Roadfix project by 3 Polimi students wins the James Dyson Award
A revolutionary tool that provides an advertising platform for sponsors while repairing roads
A team of three Polimi students won the Italian edition of the James Dyson Award, an international design prize that celebrates, encourages and inspires the next generation of design engineers. They stood out as the best young inventors among more than 2,000 participants who submitted groundbreaking inventions from 28 countries and regions. Open to students and recent graduates in design and engineering, the award is a great opportunity to make a name for yourself internationally.
The team consists of Master's students in Intregrated Product Design: Luca Grosso and Alessio Puleo are graduates, while Silvana Migliozzi is an undergraduate.
The winning project is called Roadfix: a tool that revolutionises the way in which road damage is repaired, creating a new aesthetic and commercial opportunity geared towards social value.
The machine repairs small defects in the road surface while also providing advertising space for companies to place their logo on the pothole and sponsor the repair, while benefiting the community and gaining economic and image value.
Accidents due to poor road maintenance are the biggest cost burden for municipalities. Potholes are among the main causes of accidents, especially for those with micro-mobility.
The idea of Roadfix was developed from this data, with the aim of improving road safety, simplifying the work of road operators and opening up new marketing opportunities. The inspiration comes from the Japanese art of Kintsugi, or repairing broken objects with gold to enhance the cracks and give them a new life. The vision is to upgrade road defects by making them resources for the city.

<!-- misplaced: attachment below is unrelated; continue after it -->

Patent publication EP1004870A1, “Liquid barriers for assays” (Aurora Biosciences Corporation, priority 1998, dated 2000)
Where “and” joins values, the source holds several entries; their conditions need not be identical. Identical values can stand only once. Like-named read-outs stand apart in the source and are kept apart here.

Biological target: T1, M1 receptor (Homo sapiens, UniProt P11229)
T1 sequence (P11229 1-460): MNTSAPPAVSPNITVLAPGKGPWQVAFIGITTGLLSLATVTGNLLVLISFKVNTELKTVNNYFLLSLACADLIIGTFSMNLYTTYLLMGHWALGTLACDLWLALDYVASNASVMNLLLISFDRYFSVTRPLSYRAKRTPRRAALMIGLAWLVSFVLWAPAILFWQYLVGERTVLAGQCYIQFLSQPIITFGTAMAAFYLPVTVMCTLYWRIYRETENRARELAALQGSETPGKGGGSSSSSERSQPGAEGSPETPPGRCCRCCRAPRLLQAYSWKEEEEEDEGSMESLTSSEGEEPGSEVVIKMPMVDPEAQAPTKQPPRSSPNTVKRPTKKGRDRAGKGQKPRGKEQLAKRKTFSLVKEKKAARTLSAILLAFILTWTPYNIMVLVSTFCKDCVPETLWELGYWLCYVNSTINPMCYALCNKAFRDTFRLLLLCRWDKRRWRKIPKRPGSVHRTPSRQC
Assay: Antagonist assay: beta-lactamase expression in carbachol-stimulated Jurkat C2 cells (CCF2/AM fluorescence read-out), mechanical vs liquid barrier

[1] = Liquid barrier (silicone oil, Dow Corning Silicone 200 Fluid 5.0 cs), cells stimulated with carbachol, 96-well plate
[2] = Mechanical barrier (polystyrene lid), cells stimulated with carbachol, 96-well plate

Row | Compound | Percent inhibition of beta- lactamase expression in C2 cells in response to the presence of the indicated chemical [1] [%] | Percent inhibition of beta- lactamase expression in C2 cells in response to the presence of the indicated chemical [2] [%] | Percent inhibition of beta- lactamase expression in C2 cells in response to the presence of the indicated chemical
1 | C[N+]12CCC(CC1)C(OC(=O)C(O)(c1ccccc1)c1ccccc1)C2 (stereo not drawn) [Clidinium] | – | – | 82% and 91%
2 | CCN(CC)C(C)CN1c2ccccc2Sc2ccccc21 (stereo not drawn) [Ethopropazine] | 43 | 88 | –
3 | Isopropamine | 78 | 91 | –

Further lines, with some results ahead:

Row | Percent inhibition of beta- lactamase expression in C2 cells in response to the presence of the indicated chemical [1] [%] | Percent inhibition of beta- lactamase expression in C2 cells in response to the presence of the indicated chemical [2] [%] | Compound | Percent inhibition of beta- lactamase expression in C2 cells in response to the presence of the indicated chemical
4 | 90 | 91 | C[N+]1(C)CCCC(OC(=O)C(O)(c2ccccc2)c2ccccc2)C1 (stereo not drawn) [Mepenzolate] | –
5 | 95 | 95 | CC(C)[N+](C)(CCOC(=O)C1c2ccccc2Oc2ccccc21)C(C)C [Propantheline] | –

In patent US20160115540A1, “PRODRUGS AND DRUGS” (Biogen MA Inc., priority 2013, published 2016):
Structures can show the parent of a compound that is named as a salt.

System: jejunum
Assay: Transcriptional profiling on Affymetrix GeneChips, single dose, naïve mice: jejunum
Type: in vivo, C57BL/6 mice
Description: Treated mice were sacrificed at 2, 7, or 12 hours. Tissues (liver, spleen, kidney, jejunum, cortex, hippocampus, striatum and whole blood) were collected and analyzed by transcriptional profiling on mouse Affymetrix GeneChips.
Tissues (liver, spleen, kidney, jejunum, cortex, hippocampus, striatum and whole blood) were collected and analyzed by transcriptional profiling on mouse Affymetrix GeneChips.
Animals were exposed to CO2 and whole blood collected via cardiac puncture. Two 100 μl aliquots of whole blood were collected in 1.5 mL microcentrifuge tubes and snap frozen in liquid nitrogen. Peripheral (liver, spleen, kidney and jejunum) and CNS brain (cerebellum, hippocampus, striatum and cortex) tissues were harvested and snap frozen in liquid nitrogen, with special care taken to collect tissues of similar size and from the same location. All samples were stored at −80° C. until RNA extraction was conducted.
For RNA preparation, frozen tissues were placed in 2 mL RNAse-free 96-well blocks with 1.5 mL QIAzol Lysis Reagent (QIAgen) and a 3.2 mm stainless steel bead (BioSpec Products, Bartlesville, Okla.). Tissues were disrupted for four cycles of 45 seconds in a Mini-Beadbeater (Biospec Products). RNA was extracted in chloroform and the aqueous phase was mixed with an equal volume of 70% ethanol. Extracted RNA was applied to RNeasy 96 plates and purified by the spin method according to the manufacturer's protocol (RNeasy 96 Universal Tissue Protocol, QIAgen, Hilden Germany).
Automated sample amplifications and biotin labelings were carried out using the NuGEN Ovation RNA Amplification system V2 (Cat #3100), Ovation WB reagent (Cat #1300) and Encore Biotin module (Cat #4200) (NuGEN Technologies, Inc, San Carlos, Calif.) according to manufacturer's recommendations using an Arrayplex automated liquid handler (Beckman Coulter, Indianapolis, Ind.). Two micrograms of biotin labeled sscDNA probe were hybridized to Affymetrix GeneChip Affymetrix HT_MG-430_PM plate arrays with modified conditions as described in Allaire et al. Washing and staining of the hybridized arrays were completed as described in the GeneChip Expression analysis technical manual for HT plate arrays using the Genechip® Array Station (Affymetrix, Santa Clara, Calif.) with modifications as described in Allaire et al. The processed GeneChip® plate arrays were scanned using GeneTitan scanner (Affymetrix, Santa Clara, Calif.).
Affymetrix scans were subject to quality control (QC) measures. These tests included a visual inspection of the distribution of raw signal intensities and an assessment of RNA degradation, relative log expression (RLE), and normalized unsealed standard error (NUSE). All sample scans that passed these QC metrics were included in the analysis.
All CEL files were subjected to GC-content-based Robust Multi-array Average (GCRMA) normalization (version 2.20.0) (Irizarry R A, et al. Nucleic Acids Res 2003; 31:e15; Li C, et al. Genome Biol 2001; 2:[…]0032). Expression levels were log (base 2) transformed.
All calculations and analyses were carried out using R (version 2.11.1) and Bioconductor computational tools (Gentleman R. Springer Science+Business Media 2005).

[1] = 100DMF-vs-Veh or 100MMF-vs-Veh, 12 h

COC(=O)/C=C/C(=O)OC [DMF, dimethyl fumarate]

But how does Roadfix work?
Inside the container, water and cement powder are mixed by means of a whisk driven by the electric motor inside the rear wheel. Once the mix is ready, the operator rotates the box forward using the dedicated button on the handle, while opening the lid with the other button to release the flow of mortar into the defect. By pushing Roadfix forward the rear wheel will compact the mortar and imprint the texture on the ground. Using the customisable tread, companies will be able to place their own logo on the tyre so that they can imprint a brand on the patch. They can also place graphics on the sides of the machine to provide visibility during road repairs. This new opportunity will make it possible to find companies willing to advertise and help our cities.
What makes Roadfix different from the products on the market today?
Nowadays, potholes are repaired using cold or hot bitumen and a shovel for filling and smoothing. These methods provide makeshift repairs that have a very limited lifespan and result in an unattractive aesthetic effect. Roadfix not only enables more precise and safer repairs, but also offers a new service: allowing companies to advertise their brand through road repairs by stamping their logo on the concrete. By doing so, the advertisements will deliver double value: for the company itself, but above all for the cities.
The initial design concept was created during the Concept Design Laboratory by Prof. Massimo Bianchini at the Politecnico. After an early research and idea generation phase, it was developed with a study model and tested to understand its ergonomics, proportions and user experience.
The next step is to create a new prototype equipped with electrical components for a new road test phase, and have some of the operators try it out to understand the ergonomics and user experience issues in more detail. Companies operating in similar sectors were also identified to propose collaborations to the project.
Find out more
The project's page on the James Dyson Award website